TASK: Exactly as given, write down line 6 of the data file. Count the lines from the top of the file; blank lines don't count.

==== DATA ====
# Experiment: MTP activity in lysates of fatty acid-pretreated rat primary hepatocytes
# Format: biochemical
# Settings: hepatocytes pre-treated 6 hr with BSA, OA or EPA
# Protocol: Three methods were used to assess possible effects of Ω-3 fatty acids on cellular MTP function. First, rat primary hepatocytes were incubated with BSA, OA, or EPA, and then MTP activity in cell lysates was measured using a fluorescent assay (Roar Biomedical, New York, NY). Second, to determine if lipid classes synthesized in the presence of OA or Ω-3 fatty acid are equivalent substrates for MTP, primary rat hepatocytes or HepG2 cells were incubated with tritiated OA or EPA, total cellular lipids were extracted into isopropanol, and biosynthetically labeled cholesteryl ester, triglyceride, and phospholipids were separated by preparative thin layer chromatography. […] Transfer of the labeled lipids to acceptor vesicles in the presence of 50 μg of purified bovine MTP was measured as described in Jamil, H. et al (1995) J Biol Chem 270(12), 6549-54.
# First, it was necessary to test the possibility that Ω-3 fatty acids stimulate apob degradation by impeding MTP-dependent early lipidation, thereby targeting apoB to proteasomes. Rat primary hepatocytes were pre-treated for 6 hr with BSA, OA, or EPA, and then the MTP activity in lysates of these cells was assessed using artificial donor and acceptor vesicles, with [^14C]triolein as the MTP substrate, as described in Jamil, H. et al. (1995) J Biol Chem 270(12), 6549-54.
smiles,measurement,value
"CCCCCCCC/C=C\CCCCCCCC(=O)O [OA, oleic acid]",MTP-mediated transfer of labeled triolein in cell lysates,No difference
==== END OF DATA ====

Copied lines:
smiles,measurement,value